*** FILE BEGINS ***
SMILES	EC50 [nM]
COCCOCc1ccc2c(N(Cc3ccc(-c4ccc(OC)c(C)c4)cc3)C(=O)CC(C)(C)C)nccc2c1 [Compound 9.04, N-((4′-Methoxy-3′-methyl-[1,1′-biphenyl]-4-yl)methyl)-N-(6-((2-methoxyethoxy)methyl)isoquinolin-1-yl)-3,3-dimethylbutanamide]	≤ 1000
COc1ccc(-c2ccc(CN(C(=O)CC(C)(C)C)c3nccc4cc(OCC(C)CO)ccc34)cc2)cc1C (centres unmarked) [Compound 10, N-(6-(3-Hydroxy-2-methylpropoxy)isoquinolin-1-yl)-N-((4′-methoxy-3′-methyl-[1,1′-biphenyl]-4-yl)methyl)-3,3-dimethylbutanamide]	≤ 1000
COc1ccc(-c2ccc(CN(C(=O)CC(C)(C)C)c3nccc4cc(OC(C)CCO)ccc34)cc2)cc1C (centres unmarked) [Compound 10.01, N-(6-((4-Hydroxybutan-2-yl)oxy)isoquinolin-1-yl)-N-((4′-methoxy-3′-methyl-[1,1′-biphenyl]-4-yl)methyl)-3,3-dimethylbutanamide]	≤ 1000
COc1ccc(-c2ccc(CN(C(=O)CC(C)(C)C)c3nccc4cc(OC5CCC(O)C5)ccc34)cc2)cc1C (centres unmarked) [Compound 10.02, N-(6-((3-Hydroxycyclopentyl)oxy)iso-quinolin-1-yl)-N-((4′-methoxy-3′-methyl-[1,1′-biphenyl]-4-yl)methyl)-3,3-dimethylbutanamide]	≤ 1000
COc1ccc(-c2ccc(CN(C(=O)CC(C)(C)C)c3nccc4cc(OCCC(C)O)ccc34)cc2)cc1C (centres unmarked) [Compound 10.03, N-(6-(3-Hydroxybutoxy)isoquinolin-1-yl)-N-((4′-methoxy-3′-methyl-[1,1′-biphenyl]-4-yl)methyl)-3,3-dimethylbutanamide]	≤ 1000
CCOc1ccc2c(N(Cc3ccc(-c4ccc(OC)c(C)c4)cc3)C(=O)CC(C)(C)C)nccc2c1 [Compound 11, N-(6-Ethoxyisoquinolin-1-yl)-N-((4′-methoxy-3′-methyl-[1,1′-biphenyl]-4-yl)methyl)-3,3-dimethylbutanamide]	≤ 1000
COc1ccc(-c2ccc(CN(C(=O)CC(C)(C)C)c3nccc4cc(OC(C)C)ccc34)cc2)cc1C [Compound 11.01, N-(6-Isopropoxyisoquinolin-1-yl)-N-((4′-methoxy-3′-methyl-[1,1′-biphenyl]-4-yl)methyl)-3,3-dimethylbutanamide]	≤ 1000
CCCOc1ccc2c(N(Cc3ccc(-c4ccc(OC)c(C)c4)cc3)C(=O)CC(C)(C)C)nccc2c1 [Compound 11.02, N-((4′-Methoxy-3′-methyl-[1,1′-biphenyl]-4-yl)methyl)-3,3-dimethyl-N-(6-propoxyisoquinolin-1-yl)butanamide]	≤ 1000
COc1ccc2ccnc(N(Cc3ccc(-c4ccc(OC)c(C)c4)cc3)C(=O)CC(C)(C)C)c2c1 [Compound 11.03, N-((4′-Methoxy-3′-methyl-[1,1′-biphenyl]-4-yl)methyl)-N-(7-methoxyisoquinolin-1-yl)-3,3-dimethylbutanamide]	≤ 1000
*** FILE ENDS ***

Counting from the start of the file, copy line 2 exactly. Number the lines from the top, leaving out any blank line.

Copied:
COCCOCc1ccc2c(N(Cc3ccc(-c4ccc(OC)c(C)c4)cc3)C(=O)CC(C)(C)C)nccc2c1 [Compound 9.04, N-((4′-Methoxy-3′-methyl-[1,1′-biphenyl]-4-yl)methyl)-N-(6-((2-methoxyethoxy)methyl)isoquinolin-1-yl)-3,3-dimethylbutanamide]	≤ 1000